Matt Stephens & Doug Rosenberg:
Extreme Programming Refactored -- The Case Against XP
2003, Apress, ISBN 1-59059-096-1, 400 pages
reviewed by Conrad Weisert, November 2, 2003, ©Information Disciplines, Inc.
This is surely one of the most enjoyable books on programming methodology. The authors write in a friendly style with plenty of humor, while still conveying serious insights and advice. I found it hard to put the book down before finishing it.
Parodies of songs by the Beatles and others escaped me, since I was acquainted with very few of them. If you're a fan, you may be amused by them.
Despite the irreverent tone, the authors treat both the topic and their methodology adversaries with respect and fairness. Chapter 15 offers practical guidance on combining the best ideas from XP with common-sense good practice, a more balanced treatment than the recent Boehm & Turner book, which proclaims its balance. One could learn XP from this book.
An apt title
In case you've managed to avoid hearing about extreme programming (XP) I should explain that "refactoring" is the XP community's euphemism to describe what XP software developers do when they realize that they've made such a hopeless mess of their design that they need to throw it away and start over. The authors put it in their title in imitation of the deluge of Addison-Wesley titles such as Extreme Programming Explained, Extreme Programming Installed, and Extreme Progamming Applied. I'm surprised that any past participle was still available.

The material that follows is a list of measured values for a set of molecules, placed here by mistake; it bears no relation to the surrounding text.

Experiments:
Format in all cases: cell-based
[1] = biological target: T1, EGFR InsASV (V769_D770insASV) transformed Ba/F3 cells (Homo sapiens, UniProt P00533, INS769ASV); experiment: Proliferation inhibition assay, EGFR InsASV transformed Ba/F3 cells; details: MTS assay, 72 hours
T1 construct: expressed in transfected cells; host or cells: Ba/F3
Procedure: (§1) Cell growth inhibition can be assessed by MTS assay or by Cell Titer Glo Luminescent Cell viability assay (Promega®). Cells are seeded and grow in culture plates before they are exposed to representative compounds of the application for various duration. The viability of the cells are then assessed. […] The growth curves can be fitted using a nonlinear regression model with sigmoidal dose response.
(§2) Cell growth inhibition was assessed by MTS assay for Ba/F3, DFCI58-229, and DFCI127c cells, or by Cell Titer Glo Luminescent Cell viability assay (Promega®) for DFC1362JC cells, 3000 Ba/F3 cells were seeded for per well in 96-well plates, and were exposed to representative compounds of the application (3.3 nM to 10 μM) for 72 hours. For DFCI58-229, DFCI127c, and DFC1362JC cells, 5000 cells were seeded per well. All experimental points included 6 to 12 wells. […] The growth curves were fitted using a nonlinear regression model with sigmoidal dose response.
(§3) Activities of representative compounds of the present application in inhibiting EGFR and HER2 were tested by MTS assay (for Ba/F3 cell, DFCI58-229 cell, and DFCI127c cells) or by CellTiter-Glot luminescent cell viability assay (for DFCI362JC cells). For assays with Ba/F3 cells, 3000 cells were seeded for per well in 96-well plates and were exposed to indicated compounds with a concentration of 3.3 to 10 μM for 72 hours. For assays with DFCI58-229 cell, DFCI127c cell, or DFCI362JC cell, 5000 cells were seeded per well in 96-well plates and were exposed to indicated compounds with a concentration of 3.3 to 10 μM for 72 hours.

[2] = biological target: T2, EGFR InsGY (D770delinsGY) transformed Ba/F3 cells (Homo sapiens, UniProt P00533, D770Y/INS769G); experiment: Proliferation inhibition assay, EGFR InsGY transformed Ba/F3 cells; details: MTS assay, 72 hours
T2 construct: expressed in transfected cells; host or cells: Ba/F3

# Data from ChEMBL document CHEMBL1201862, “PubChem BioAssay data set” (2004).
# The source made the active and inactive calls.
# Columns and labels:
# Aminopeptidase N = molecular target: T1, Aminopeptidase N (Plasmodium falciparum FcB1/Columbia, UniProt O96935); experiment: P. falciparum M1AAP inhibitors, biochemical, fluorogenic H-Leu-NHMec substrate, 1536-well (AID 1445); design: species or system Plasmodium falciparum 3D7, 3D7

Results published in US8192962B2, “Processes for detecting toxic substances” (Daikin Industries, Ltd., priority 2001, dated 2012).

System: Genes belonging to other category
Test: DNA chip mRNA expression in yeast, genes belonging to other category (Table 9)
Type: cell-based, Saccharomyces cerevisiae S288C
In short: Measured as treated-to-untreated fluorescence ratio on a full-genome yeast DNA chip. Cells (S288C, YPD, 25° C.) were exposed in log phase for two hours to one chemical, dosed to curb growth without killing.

"Of course, they wouldn't have to spend all day refactoring if they had designed the thing properly in the first place."—p. 98
The book is loaded with references to web sites containing both pro and con material on XP. If you expect to be rereading this book five years from now, you might ask your secretary to print or download the content before the links expire. (Yes, I know that few development teams still have secretaries; assign this clerical task to anyone on your team who has juniority.)
Stephens and Rosenberg make a compelling case against the XP practice of not documenting users' requirements. Unfortunately, the authors1 then go on (Chapter 10) to advocate the discredited unstructured discrete list approach. The cure for no documentation is hardly bad documentation.
Very highly recommended
(I can't quite characterize this as a "must" for every programmer, since it's a book that shouldn't have had to be written.)
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Last modified February 28, 2013